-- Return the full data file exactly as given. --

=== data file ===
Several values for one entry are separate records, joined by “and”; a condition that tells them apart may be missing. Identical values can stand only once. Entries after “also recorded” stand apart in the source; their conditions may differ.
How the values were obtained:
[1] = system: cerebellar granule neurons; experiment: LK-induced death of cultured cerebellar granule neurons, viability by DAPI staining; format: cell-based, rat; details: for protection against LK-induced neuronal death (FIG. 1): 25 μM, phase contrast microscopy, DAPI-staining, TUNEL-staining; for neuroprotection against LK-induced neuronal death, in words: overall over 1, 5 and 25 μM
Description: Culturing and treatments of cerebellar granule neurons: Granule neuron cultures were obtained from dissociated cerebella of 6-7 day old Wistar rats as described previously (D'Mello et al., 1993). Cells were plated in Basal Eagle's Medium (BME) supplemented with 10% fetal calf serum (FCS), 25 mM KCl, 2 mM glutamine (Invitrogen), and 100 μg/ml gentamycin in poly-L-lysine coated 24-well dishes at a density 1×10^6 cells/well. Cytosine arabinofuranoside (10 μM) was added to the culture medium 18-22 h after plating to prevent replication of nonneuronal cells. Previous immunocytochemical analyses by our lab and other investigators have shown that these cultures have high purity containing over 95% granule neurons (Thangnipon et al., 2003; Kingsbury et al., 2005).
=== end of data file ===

Several values for one entry are separate records, joined by “and”; a condition that tells them apart may be missing. Identical values can stand only once. Entries after “also recorded” stand apart in the source; their conditions may differ.
How the values were obtained:
[1] = system: cerebellar granule neurons; experiment: LK-induced death of cultured cerebellar granule neurons, viability by DAPI staining; format: cell-based, rat; details: for protection against LK-induced neuronal death (FIG. 1): 25 μM, phase contrast microscopy, DAPI-staining, TUNEL-staining; for neuroprotection against LK-induced neuronal death, in words: overall over 1, 5 and 25 μM
Description: Culturing and treatments of cerebellar granule neurons: Granule neuron cultures were obtained from dissociated cerebella of 6-7 day old Wistar rats as described previously (D'Mello et al., 1993). Cells were plated in Basal Eagle's Medium (BME) supplemented with 10% fetal calf serum (FCS), 25 mM KCl, 2 mM glutamine (Invitrogen), and 100 μg/ml gentamycin in poly-L-lysine coated 24-well dishes at a density 1×10^6 cells/well. Cytosine arabinofuranoside (10 μM) was added to the culture medium 18-22 h after plating to prevent replication of nonneuronal cells. Previous immunocytochemical analyses by our lab and other investigators have shown that these cultures have high purity containing over 95% granule neurons (Thangnipon et al., 2003; Kingsbury et al., 2005).